Since the carbs normally had fuel when you shut the bike down, there is normally no immediate need for additional fuel flow at start-up, unless the fuel in the carbs has been evaporated or emptied somehow (such as knocking the bike over). Thus, the fact that the petcock is in the ON or RES position when you start is normally irrelevant because there's enough reserve in the carbs. Once the engine starts, fuel will start flowing through the petcock and refilling the carbs as their levels drop. In cases where the carbs are empty or low on fuel for whatever reason, it makes sense to use the PRI (Prime) setting to flow fuel to the carbs to refill them before trying to start, then to switch back to the ON or RES position.


    The purpose of the vacuum-driven petcock safety system is to help eliminate two problems that historically plague carburetor-based bikes:

    1. Damaged float valves in the carbs permitting excess fuel to flow into the cylinder and potentially causing damage at start-up by having a cylinder filled with fuel (an incompressible liquid for our purposes). As the starter motor turns the engine, a cylinder filled with liquid fuel would over-pressurize, distorting and potentially breaking various parts (including the starter gears, valves, rings or pistons, etc). The petcock in all positions other than PRIME should stop such flow when the engine is not running, thus preventing such damages from occurring at start-up (if functioning correctly).

    2. Threat of fire in an accident scenario. By shutting down the flow of fuel when the engine stops running, it stops feeding fuel into a potential fire caused by engine heat meeting spilled fuel. This second reason is the primary reason that vacuum-operated "safety" petcocks became common-place equipment on motorcycles starting in the early 1980's and continuing through the end of the carb era.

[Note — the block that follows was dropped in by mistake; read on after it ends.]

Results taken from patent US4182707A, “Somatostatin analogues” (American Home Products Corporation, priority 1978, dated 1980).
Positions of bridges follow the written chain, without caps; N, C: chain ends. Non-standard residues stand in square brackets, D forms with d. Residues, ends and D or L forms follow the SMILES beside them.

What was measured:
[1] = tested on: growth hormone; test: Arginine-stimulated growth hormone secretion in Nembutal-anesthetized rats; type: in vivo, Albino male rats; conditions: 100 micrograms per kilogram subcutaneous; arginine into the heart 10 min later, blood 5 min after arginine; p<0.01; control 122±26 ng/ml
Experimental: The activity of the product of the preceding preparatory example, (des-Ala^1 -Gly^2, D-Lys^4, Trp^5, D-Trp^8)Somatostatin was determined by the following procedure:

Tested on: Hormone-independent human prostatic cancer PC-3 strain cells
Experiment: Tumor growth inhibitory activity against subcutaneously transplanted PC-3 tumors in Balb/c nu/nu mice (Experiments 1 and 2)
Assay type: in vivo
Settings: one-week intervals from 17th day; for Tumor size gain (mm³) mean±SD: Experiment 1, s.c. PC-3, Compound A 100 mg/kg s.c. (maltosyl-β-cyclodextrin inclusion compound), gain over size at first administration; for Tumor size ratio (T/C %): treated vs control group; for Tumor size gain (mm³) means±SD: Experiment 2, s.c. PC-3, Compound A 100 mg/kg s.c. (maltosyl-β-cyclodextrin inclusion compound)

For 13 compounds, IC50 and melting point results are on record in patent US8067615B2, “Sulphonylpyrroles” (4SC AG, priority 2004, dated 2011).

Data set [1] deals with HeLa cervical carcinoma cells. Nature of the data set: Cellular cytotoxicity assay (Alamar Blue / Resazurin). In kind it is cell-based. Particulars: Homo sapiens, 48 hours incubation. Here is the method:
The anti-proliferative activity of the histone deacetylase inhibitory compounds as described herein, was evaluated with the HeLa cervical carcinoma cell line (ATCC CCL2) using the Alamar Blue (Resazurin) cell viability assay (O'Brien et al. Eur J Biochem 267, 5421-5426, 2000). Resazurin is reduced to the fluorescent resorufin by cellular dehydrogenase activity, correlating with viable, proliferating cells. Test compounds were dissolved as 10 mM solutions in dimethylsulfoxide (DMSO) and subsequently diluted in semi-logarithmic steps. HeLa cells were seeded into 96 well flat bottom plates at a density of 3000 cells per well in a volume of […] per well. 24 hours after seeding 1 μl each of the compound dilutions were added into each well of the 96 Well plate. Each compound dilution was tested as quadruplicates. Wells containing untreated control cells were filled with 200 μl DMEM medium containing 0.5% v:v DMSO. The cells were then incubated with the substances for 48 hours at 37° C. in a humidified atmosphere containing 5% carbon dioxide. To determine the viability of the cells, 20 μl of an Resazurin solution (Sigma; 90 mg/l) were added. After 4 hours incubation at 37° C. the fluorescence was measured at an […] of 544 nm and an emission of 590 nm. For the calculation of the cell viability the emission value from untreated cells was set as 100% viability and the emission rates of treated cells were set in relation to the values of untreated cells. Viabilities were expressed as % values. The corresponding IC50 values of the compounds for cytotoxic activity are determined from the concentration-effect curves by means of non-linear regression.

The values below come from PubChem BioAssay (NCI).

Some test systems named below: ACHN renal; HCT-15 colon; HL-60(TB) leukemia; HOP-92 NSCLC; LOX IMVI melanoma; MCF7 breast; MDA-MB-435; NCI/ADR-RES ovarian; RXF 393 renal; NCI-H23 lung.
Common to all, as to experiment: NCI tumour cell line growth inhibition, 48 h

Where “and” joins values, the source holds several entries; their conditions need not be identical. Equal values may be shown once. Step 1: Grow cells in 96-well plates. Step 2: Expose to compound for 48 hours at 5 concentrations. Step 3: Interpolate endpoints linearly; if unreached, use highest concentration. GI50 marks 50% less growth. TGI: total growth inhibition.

Defective Petcock Symptoms

    A Katana petcock is said to be defective when any of the following issues occur:

    1. The petcock permits the flow of fuel in RES or ON without the engine running; this is the most common failure. This is typically caused by either debris [usually rust] build-up in the vacuum-diaphragm passage that the spring would shut off (debris), or by the spring itself no longer being strong enough to do the job (defective spring), or by the synthetic rubber diaphragm being torn/defective. These issues can normally be resolved with a petcock rebuild kit.

    2. The petcock does not permit the flow of fuel in sufficient quantity when in the PRI position to fuel the engine at all RPM's. This is typically caused by blockages in the feeder tube or body of the petcock or by the screens around the feeder tube being blocked. It can much more rarely occur by: the spring rusting (expanding to fill the area) or the spring having been replaced by too strong a replacement (or the spring itself being misinstalled / kinked). These issues may be able to be resolved by cleaning the existing petcock (may or may not need the petcock rebuild kit); in cases of severe rust, replace the petcock.